This is not a new phenomenon – remember, only two days before the last general election the Mail was alleging potential voter fraud in Tower Hamlets, Bethnal Green, Bradford, Calderdale, Derby and Surrey. So what has been happening to those police investigations? What have the Electoral Commission been doing for the last two years? Only now do we find that, as reported in the Evening Standard, the Electoral Commission have written to the police following their receiving a letter signed by 6 Labour councillors. If the Electoral Commission are aware of instances where postal votes have been cast by people who no longer live within a ward or constituency, why is it only now that they have decided to write to the police?

The manipulation of the postal voting system is but only one aspect of fraud when considering our political system.  Yesterday I posted on the fact that at the last general election every Conservative candidate committed a form of fraud by campaigning on a manifesto which contained a promise that their party knew full well could not be achieved. Even our politicians are frauds; witness Jeff Randall’s article from 2005 to which Richard North links today in a post which refers to another ‘Cameron Big-up’ article by Charles Moore in his usual op-ed Saturday Daily Telegraph slot. If even a van load of Viagra would fail to make a politician thrilling; if a politician has the mien of a middle manager, promoted beyond his pay grade; if a politician has something faintly louche about him to the extent that an observer feels he could not trust said politician with his daughter’s pocket money, then what the hell are they doing in positions where their power knows little limit?

Another fraud perpetrated on the British electorate are political manifestos, documents full of statements – all of which are ‘loosely’ worded – some of which may or may not be actioned and which bear hardly any relation to that which an incoming government does. In fact a quotation, reportedly by Michael Heseltine, shows how a politician views party manifestos:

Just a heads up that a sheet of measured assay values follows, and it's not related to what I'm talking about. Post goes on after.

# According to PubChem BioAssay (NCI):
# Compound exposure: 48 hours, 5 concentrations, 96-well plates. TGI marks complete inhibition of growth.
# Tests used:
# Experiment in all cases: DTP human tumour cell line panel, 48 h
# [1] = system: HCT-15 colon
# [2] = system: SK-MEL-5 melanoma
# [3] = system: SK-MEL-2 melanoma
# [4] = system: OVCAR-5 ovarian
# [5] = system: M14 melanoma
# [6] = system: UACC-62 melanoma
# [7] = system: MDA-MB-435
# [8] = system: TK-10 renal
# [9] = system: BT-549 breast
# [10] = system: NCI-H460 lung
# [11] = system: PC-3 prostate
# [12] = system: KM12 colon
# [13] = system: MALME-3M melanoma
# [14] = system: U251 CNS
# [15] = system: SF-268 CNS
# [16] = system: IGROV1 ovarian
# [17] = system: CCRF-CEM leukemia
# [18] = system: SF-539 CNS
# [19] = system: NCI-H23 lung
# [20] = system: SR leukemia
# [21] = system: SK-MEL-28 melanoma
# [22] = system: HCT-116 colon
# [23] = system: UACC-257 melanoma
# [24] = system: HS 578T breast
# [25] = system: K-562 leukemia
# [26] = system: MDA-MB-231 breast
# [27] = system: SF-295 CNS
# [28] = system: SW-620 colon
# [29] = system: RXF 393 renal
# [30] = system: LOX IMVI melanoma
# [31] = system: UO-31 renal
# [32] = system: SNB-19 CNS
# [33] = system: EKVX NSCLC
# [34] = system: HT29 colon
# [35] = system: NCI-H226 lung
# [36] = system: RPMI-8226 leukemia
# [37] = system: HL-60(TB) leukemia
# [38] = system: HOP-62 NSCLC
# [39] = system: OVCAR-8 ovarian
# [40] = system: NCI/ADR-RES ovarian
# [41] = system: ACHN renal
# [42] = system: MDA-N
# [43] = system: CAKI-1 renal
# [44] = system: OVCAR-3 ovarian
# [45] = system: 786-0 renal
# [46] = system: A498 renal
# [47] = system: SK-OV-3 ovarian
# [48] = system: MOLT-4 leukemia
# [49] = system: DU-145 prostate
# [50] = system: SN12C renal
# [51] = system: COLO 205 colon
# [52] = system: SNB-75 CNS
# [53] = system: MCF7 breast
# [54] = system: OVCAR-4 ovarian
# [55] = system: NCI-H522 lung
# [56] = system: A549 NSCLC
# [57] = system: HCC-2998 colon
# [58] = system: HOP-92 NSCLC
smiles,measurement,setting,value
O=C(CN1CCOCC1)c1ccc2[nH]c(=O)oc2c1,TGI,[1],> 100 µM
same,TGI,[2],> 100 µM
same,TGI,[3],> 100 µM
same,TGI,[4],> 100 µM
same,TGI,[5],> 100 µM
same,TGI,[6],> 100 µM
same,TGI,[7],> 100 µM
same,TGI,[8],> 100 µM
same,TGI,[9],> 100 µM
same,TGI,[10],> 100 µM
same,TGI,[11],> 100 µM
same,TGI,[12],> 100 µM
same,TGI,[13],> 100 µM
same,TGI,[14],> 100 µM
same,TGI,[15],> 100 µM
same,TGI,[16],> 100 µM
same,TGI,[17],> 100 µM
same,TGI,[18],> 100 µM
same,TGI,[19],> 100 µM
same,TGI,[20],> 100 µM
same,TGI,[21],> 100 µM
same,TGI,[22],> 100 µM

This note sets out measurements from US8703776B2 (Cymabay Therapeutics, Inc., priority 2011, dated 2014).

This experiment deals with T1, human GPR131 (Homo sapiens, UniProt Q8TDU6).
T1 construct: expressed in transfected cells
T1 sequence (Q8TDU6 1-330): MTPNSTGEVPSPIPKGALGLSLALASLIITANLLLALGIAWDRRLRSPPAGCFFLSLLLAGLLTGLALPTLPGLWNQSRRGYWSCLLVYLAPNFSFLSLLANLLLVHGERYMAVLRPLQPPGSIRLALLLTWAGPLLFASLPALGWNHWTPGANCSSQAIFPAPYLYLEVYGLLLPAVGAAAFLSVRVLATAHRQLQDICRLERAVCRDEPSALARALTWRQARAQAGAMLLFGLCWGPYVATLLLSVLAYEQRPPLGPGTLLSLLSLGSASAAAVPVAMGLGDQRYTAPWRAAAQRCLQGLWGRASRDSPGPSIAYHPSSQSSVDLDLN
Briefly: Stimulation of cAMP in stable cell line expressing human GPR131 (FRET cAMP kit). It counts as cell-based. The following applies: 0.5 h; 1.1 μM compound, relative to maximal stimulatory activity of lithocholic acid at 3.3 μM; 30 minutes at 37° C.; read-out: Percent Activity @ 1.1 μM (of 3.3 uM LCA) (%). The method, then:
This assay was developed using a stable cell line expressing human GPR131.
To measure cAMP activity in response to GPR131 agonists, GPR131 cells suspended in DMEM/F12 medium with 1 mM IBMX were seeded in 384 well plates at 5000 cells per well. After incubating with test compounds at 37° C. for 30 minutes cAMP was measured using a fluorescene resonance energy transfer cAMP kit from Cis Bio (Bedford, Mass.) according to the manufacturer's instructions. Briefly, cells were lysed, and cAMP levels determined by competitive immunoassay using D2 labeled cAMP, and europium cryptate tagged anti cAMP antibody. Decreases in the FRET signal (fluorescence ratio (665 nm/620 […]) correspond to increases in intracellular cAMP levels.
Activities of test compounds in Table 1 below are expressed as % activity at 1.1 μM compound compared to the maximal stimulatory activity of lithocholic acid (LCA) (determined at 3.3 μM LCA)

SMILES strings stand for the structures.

“I keep telling my Tory colleagues: don’t have any policies. A manifesto that has policies alienates people. In 1979 the manifesto said nothing which was brilliant.”

Can it not be considered fraudulent of the Cabinet Office to refuse to disclose details of how many hours Sir Alex Allan, Cameron’s anti-sleaze advisor, works or what he had been doing since his appointment – especially when his salary is paid from public funds? Where the governance of this country is concerned, is it not fraudulent for someone in a non-job, one that no longer holds any degree of dignity, the point of that job which is not clear, to accuse another of exactly the same?

Is it not a fraud when politicians promote a form of democracy known as representative democracy when that system is anything but, resulting in no more than an elective dictatorship? Is it not a fraud when a government – one not elected but contrived by politicians for the exercise of personal power – produces a programme for government in which, for example, it promises the electorate recall of their MP but ‘conditions’ that promise by insisting that the final decision rests with their own political class? Is it not a fraud whereby politicians use the title Rt. Honourable and Honourable when that title, which encompasses the need for principles and a sense of morality, is abused as a result of those using it having no principles, nor morality?

Our politicians continually advise us that change is required, that we cannot continue as we are – and boy, are they right. They do, however, have a large problem looming on their horizon in that the change that will hopefully be forthcoming is one that they most certainly are not going to like – and it couldn’t happen to a nicer (not) group of people!

 Afterthought: Is it also not a fraud for people to present themselves as politicians when they are but college kids?